Career Journey: Adrian Franulovich
President of the Australian Computer Society Museum
It’s the year 2000. Olympic fever is spreading, Sydney is electric. It is party time for some, and a time licking wounds for others. The Y2K bug has lined the pockets of many consultants, and the array of millennium merch and products has started to unwind after the strong headwinds of the dot com bust.
I’m about to turn 17. I’ve started my own web development company and I have been consulting since I was 14. I love IT and the many facets of it.
A shy kid who builds a voice through his expert knowledge in IT, having grown up from the age of 4 with an XT Clone, then Amiga, Amstrad, Apple then back to PC.
I take on a modest casual weekend job in Neutral Bay for a brand-new Apple dealership conglomerate, Buzzle. It’s an exciting time, the GST may be in, but the 32% Sales Tax is out. Technology is going through exciting technological developments in leaps and bounds. Every day there is a new product, new business, new website, new merger, new advancement. It’s exciting.
I’m working my first “real job”. I’m not a consultant. I’m not earning the big bucks like I was used to, but I enjoy every moment of the Apple world.
It was either the first or second weekend working as a casual. A gentleman came in to pick up a Mac that was just serviced by our NSW service centre. He asks if I mind firing it up to show him that the upgrade they’ve just completed has taken and is all working as expected.
I oblige, I turn it on and we are greeted with a Flashing “?”. This is a sign the machine can not find its boot disk. I can see the stress and feel the tension increase in the room. He pleads with me if it can be fixed, now... I speak to my colleague, who is our in house service tech. He responds that all we can do is return it for service. I pipe-up and ask if I can try a few things I have learned in my years of supporting the Macs at my High School. Everyone agrees and I tinker for about 10 minutes to discover they have messed up the jumper configuration of the new IDE hard disk, creating a conflict that would inevitably come and go dependent on spin up speeds.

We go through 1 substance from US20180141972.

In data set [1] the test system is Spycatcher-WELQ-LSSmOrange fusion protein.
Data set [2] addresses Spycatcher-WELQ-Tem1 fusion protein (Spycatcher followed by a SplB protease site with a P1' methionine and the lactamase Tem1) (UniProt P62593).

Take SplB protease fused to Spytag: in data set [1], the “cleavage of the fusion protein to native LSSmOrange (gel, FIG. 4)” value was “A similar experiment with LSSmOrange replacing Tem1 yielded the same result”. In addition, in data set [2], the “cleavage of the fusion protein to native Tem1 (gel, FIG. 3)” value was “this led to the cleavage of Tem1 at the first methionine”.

I recall, the gentlemen is ecstatic, he buys some beers for the team – which I couldn’t accept due to my age, then 17. A colleague pulls me aside after, and says, “Do you know who that was?”. I didn’t.
Fast forward. It’s circa 2003 and I have worked my way up the ranks, becoming the youngest Service Manager ever in the AppleCentre chain, turning 20. I get a call from my colleague, David, the sales manager asking me to come upstairs.
I bounce upstairs to meet a new client who has regaled my colleague of a story of a young guywho saved him a few years before. They put two and two together - it was me. I remembered him. It was the gentleman. Peter.
Peter and I would go on to be the greatest of mates with a friendship that now spans over two decades. Back in 2003 when I would visit him to install and fit a new Mac for him, he would turn and point to a photo of the Sydney Olympics ceremony and proclaim, if it hadn’t been for my work all the way back then, that THAT may have not happened. I’m puzzled. He goes on to explain that the plots for the Opening and Closing ceremonies of the games were on that computer. I later learn he is one of the most noted TV producers to ever be born of Australia.
This is just one of my many hundreds stories in my own Australian IT career thus far. When I consider the hundreds of thousands of people who have worked in IT development, software, engineering, sales and support over the decades, there is millions of stories just like mine being lost to time. Stories that should be captured and stored to inspire ourselves, colleagues and new generations of the important role IT has played in putting Australia on the map, with major developments such as the CSIRO’s development of the 802.11 standard, we all know now as WiFi.
I am now the president of the Australian Computer Museum & Society (ACMS). My team and I want to capture these stories along with the hardware and creations of Australia. Come join the team and I at the ACMS by becoming a member, volunteer and help restore these treasures and share your stories and skills with us and the world, before it is too late and these skills are lost to time.
The Australian Computer Museum Society (ACMS) is a fully endorsed Australian Charity and DGR/NFP organisation who needs your support both through volunteering, membership and donations. These ensure these stories and artefacts important to Australia’s ingenious role in global IT is recongised and preserved. The ACMS is based in Croydon, Sydney, NSW and is seeking members and sponsors. The Museum is open most Saturdays